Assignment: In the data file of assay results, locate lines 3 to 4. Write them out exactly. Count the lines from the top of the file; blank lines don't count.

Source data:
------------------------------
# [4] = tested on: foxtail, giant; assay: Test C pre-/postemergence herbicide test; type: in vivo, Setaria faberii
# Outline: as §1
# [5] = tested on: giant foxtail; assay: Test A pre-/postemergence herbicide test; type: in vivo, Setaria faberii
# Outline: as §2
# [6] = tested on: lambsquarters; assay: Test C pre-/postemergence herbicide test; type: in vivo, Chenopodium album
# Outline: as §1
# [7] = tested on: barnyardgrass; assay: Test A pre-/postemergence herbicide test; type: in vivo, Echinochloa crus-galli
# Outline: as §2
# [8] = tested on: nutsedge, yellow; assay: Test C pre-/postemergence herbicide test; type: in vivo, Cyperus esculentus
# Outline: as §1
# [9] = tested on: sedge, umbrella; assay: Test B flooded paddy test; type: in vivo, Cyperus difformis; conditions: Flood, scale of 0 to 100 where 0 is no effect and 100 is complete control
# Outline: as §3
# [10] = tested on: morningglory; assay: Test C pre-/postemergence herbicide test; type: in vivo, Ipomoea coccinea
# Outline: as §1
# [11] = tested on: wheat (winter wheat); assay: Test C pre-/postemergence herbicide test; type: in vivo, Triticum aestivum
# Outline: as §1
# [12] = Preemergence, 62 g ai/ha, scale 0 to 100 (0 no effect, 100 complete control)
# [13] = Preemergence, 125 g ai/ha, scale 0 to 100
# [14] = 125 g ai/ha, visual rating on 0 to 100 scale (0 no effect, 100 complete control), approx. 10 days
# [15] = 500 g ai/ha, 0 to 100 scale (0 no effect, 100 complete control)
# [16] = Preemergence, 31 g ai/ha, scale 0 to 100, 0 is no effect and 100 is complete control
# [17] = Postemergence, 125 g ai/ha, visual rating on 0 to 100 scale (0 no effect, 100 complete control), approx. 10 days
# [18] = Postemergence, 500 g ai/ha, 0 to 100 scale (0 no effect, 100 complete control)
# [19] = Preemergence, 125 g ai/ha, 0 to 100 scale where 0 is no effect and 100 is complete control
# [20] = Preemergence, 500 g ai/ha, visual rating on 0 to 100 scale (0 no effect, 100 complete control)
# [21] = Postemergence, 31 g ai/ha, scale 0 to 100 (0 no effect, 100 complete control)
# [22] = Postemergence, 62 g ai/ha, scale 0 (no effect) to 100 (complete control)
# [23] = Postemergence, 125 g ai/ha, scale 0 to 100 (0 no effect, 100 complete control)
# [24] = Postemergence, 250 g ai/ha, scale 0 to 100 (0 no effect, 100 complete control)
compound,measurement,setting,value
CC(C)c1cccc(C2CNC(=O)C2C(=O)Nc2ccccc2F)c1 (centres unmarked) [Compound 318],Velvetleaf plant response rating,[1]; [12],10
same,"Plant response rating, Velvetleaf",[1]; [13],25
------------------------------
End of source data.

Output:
# [5] = tested on: giant foxtail; assay: Test A pre-/postemergence herbicide test; type: in vivo, Setaria faberii
# Outline: as §2